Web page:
Researchers study switchgrass bale storage
Uncovered big square bales will probably not work for biomass storage, even though it may be the most economical option. In their ongoing research of utilizing biomass for bioenergy, researchers at the University of Tennessee compared several systems of baling and storing switchgrass bales. Harvest and storage logistics will be key factors in switchgrass production systems, the researchers explained in a preliminary report on the study's results. The UT research team includes Burton English, James Larson, Daniel Mooney and Don Tyler.
The researchers compared the cost and quality of storing switchgrass in round bales measuring 5-feet by 4-feet and large rectangular bales measuring 4-feet by 8-feet. They compared setting the bales on pallets, gravel and well-drained ground, as well as compared uncovered and tarp-covered bales. The study began when the switchgrass was harvested in January and will continue for more than a year with samples being taken every 100 days for five sampling periods.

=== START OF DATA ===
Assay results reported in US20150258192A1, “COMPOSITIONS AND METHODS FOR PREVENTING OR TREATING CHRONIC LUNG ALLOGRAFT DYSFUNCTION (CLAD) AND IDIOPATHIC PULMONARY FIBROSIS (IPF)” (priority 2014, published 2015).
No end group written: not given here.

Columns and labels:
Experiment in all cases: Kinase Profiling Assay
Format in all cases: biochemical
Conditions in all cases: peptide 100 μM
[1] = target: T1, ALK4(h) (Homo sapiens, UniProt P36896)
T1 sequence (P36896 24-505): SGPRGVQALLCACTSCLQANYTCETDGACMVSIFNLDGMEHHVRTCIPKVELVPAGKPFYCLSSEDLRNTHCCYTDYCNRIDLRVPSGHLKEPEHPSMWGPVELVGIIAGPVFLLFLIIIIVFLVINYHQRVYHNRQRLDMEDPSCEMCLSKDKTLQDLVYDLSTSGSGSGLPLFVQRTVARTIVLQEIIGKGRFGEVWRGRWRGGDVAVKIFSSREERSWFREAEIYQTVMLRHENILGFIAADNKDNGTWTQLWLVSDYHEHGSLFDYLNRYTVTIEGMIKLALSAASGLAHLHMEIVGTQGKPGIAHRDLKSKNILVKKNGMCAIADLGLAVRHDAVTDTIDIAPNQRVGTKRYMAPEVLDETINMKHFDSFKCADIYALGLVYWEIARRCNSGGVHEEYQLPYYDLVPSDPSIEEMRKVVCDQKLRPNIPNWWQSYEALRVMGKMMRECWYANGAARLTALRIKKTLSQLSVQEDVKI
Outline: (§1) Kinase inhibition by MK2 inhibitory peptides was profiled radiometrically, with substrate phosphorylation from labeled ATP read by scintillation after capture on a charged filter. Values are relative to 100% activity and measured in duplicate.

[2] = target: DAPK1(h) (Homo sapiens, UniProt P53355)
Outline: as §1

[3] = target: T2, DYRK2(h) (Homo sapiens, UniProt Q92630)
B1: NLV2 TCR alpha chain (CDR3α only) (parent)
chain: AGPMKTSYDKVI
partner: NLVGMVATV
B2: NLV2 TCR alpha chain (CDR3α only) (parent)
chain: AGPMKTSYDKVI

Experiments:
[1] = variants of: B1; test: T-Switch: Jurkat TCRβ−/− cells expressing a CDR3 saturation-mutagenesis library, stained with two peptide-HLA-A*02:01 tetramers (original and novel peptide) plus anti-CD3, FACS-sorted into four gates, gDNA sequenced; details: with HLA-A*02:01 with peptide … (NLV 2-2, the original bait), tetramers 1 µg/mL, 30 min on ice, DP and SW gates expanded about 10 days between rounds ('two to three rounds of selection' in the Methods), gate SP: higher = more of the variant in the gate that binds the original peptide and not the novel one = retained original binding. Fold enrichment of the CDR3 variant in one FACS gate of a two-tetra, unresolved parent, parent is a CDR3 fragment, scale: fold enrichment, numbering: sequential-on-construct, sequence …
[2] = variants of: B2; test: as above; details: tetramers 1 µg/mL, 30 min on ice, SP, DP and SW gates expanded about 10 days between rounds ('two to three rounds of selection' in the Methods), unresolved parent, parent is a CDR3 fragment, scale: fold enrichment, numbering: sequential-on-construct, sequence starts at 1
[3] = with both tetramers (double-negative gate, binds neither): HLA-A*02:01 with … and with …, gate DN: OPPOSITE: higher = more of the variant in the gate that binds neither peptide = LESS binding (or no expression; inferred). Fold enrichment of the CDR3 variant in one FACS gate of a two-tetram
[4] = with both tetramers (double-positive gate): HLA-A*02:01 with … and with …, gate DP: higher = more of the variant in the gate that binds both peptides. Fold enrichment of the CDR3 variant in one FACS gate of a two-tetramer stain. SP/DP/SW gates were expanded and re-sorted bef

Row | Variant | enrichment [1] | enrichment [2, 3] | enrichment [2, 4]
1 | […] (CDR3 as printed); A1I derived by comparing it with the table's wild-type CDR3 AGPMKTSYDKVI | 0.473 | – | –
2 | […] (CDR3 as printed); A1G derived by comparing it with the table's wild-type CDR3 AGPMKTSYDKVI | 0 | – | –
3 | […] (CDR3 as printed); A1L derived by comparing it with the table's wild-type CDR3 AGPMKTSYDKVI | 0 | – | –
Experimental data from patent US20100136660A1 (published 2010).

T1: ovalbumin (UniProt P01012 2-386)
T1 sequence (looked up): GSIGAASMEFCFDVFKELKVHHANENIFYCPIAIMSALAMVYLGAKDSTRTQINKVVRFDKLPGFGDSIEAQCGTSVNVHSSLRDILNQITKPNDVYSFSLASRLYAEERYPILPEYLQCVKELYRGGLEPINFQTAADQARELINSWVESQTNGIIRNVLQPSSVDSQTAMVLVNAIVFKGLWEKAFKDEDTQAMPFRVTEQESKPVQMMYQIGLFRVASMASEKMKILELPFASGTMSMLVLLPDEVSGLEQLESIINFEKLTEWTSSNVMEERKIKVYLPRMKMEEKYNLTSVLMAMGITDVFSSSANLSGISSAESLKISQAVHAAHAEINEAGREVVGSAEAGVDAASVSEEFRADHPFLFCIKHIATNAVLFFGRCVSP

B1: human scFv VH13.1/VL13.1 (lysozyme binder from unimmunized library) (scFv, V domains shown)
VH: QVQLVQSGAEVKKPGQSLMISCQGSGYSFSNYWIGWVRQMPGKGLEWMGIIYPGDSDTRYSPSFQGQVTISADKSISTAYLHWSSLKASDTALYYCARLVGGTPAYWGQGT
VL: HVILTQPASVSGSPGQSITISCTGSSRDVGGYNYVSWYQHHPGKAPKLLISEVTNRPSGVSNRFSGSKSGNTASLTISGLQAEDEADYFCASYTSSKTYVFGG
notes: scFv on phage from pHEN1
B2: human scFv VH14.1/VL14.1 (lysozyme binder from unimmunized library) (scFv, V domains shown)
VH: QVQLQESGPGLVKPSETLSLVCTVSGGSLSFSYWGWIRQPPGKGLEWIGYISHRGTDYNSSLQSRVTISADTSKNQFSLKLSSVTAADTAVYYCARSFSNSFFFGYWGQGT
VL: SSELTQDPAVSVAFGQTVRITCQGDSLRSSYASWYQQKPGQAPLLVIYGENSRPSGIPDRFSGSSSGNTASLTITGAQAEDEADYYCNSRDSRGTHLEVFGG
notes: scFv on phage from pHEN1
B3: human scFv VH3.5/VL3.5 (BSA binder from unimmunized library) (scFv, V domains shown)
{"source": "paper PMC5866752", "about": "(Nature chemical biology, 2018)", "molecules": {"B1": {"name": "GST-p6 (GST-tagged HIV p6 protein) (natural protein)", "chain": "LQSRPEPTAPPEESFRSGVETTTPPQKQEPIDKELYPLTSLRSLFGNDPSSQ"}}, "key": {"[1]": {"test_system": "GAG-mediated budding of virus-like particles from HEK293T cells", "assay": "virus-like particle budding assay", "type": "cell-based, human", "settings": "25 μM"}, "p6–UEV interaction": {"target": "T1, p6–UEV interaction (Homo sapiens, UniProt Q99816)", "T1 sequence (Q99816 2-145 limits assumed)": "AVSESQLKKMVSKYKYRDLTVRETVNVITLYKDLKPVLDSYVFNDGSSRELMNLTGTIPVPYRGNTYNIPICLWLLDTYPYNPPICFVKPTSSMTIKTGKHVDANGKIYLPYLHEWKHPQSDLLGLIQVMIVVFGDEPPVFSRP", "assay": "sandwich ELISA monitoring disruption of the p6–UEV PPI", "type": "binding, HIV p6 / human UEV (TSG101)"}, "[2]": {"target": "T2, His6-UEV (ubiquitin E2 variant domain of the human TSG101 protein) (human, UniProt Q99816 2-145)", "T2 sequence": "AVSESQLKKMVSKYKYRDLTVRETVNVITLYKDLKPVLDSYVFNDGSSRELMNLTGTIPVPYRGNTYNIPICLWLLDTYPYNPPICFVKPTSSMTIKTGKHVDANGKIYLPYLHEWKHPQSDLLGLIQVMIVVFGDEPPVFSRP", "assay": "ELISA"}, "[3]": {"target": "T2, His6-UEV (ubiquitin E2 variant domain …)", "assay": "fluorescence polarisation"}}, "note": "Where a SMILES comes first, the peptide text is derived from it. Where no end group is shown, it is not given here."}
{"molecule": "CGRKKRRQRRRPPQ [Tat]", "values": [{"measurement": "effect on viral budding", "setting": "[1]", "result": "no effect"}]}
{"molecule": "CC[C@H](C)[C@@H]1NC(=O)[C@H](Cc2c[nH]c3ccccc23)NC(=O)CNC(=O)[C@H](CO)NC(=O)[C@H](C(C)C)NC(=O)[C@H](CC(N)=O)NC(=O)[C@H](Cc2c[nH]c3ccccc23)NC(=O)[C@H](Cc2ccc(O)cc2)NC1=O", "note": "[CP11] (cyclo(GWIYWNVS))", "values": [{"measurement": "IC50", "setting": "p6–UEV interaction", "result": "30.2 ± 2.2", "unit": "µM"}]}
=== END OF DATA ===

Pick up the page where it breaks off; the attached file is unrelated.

While having the highest investment cost, the large rectangular baler also had the highest capacity, harvesting 12 tons per hour compared to the round baler at a 5-ton per hour capacity. However, when left uncovered, the large rectangular bales became waterlogged even at the first sampling, while the round bales had 5 to 10 inches of weathering along the bale's outer edge. Covered round bales in the study showed little signs of weathering, while the covered rectangular bales had significant decomposition along the bottom edges and exposed sides of most bales.
The goal of the study is to provide Tennessee farmers with optimal switchgrass storage solutions, calculating the tradeoffs in higher cost storage systems versus losses in quality. They plant to develop guidelines to visually estimate the quality of stored biomass. The study also includes correlating ethanol content of bales with weathering, moisture content and storage method.